He was Canada’s first celebrity author. He wrote important books. A lot of them. I had four feet of them on my shelf. He was the reason I became enamoured with Canadian history. If it weren’t for Pierre Berton and the Heritage Minutes, most of us in Canada would be like goldfish—no idea where we came from or where we were going.
I said with authority, “There is no way Pierre Berton is going to come on the show and roll a joint.”
Gerald said, “Give him a call. I heard that back in the day he liked a puff.”
Remember, while this was no longer “back in the day,” this was still thirteen years before any credible political figure in Canada was actually using the phrase “legalize it.”
The prospect, no matter how slim, of booking Pierre Berton was too tempting. So at the risk of embarrassing myself in an encounter with someone I admired so much, I gave him a call.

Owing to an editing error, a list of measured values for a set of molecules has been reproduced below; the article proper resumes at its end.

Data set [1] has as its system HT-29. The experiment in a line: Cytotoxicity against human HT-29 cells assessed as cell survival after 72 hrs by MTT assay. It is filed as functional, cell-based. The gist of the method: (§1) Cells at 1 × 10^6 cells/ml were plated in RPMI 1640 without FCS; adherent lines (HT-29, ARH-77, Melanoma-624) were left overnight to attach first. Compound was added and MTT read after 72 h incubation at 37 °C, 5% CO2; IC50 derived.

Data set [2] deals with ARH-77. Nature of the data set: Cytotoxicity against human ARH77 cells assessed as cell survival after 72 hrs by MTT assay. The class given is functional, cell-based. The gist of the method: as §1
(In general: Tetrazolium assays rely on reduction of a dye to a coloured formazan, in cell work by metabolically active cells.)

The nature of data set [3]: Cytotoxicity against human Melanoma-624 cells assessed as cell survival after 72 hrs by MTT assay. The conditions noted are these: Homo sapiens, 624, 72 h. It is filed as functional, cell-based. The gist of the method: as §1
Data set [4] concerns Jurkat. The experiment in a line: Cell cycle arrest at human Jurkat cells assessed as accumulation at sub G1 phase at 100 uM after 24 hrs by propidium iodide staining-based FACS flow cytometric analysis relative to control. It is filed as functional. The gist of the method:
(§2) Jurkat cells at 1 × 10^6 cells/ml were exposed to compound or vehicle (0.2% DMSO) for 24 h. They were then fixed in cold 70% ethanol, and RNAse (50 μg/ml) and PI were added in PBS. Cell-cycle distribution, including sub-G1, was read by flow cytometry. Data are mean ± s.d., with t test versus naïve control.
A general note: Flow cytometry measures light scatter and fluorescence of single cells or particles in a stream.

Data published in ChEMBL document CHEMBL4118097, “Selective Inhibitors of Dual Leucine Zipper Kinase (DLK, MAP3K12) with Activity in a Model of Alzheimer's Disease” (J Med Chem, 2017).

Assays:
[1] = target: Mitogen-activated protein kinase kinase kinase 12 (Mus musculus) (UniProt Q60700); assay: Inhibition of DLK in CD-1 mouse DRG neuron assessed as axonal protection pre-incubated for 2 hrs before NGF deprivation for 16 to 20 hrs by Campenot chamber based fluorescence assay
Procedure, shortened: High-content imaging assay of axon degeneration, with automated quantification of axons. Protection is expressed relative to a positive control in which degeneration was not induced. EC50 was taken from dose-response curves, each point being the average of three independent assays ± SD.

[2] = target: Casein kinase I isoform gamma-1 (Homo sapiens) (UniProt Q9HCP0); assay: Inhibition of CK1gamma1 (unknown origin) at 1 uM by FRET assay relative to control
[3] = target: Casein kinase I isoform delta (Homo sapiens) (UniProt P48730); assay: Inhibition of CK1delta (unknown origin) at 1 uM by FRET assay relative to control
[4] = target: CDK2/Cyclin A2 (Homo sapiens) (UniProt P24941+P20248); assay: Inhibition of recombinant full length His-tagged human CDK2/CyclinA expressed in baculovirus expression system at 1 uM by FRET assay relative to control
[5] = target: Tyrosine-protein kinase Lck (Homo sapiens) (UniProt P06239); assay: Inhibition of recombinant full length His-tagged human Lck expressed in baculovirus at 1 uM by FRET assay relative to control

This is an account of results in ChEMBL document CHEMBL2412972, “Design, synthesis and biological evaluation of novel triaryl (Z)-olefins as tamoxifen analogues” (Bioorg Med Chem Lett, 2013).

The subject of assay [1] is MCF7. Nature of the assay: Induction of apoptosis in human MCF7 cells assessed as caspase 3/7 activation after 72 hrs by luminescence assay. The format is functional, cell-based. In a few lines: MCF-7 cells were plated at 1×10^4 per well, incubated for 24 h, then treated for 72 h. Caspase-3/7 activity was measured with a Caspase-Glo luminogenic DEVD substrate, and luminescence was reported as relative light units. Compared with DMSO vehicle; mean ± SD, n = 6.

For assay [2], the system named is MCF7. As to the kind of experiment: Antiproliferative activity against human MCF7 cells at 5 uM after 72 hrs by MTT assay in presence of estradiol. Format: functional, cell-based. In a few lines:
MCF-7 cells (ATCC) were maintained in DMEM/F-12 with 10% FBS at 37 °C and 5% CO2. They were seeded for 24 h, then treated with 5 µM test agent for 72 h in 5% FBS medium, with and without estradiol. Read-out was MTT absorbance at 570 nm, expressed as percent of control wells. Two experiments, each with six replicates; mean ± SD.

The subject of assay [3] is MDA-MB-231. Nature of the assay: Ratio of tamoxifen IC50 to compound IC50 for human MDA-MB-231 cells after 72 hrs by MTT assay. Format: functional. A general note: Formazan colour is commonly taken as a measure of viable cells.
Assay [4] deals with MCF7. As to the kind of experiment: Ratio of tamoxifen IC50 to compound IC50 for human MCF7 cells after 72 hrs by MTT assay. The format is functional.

Tracking famous people down to ask them a favour involves breaking through the lines of defence—publicists, managers, husbands, wives and protectors. It takes time and patience.
Reaching Pierre Berton was not hard. He was listed in the phone book.
I had remembered reading a profile on him years earlier in which he talked about his days as a columnist for the Toronto Star. For many years he was the most-read opinion columnist in Canada’s largest newspaper. He was often controversial, often cantankerous and wildly opinionated. He wrote the kind of columns that made people angry. And when he wrote something he knew people would complain about, Berton would say, “You don’t like it? Call me. I’m in the book.”
Throughout his entire career this most famous Canadian was reachable by any Canadian who could read or dial 411.
That was a different time. The drummer for Great Big Sea has an unlisted number to this day, and they broke up six years ago.
It was the end of the day and I went downstairs and got in the van. A young man by the name of Nik Sexton was driving. Nik was a new addition to the team. How he came to be with us is a classic Newfoundland tale. I knew Nik’s mother. Gerald knew Nik’s mother. Gerald had worked with Nik’s uncle, the late Tommy Sexton, on the CBC comedy show CODCO. Tommy was one of my comedy idols. I had known Nik since he was five.